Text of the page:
The Open Group, an international vendor- and technology-neutral standards and certification consortium, has been actively engaged in establishing a consistent and coherent vision of Zero Trust and Zero Trust Architecture across industry, academia, and governmental organizations for the last two years. In fact, The Open Group pioneered the underlying principles behind Zero Trust, under the aegis of the Jericho Forum® and the guidance that came from the Jericho Forum over the past two decades, including the Jericho Forum Commandments and Jericho Forum Identity Commandments.
Tag: Jericho Forum
The Open Group London 2013 – Day One Highlights
By Loren K. Baynes, Director, Global Marketing Communications On Monday October 21st, The Open Group kicked off the first day of our Business Transformation conference
Architecting for Secure Business Collaboration
The Open Group Framework for Secure Collaboration Oriented Architectures (O-SCOA) Guide provides system and security architects and designers with a blueprint specifying the requirements for secure design of enterprise architectures that support safe and secure operation, globally, over any unsecured network.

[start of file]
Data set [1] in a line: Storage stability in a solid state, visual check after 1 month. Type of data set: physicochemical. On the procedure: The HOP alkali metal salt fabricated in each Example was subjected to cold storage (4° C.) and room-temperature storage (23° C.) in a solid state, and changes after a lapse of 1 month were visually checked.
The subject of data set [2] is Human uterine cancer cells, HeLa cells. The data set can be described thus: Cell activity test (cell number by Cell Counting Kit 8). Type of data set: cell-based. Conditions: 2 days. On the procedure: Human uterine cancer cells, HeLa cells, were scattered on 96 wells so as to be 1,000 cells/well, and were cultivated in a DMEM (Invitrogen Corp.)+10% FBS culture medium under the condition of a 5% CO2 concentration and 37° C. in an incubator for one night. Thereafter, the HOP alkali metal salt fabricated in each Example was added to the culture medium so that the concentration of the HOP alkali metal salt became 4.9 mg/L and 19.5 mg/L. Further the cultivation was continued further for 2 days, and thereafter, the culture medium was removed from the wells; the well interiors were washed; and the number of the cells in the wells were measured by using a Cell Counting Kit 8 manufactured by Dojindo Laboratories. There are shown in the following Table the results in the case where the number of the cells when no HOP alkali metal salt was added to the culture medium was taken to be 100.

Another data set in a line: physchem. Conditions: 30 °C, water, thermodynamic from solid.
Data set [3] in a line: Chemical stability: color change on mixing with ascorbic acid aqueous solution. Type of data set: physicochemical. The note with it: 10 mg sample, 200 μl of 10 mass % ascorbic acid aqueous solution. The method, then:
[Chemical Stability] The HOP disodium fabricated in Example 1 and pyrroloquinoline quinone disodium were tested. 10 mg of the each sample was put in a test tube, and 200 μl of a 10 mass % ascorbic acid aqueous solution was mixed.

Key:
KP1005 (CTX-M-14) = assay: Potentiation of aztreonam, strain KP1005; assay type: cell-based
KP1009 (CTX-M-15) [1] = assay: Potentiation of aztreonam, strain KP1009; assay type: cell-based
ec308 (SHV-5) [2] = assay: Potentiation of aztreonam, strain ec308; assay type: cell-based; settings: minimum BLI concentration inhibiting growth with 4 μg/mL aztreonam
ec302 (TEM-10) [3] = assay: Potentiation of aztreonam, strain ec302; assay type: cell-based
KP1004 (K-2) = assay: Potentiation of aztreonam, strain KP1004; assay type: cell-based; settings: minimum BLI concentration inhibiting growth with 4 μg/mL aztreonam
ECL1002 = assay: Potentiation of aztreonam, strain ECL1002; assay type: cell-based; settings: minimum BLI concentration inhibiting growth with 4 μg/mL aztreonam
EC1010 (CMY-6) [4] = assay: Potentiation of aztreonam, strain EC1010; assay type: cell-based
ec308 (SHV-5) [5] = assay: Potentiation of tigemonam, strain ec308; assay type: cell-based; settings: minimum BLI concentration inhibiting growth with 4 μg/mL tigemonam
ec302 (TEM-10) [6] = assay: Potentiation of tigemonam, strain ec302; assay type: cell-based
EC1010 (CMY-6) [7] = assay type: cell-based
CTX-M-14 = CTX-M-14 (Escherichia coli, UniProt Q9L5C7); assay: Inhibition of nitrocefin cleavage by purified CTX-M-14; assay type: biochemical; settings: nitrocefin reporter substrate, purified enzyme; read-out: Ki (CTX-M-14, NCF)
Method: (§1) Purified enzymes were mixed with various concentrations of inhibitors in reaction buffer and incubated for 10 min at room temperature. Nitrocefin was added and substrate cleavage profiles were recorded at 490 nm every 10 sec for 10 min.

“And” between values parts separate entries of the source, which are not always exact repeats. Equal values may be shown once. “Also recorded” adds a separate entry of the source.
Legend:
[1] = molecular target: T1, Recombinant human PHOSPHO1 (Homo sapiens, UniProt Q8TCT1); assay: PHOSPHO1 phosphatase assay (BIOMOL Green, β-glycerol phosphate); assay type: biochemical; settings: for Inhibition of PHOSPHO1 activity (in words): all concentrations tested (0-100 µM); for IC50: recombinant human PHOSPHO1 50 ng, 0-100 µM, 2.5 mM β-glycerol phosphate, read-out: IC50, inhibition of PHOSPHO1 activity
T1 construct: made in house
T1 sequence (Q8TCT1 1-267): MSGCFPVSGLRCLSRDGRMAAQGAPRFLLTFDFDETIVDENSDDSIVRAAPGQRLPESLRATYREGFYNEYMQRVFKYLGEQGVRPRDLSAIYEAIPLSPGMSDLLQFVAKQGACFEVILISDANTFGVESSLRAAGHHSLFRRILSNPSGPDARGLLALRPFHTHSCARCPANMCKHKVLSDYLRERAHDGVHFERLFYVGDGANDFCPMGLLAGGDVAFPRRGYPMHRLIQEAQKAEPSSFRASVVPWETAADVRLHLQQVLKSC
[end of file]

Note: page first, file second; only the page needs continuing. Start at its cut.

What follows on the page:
Data Protection Today and What’s Needed Tomorrow
Technology today allows thieves to copy sensitive data, leaving the original in place and thus avoiding detection. Published in October 2012, the Jericho Forum® Data Protection white paper reviews the state of data protection today and where it should be heading to meet tomorrow’s business needs.
Call for Submissions
The Open Group Blog is celebrating its second birthday this month! While several members and Open Group staff serve as regular contributors, we’d like to take this opportunity to invite our community members to share their thoughts and expertise on topics related to The Open Group’s areas of expertise as guest contributors.
Key Concepts Underpinning Identity Management
Today, the lack of trust in online Identity forces organizations to set up their own identity management systems, dishing out their own usernames and passwords/PINs for us. The result is that we end up having to remember well over 50 different online identities, which poses a large problem.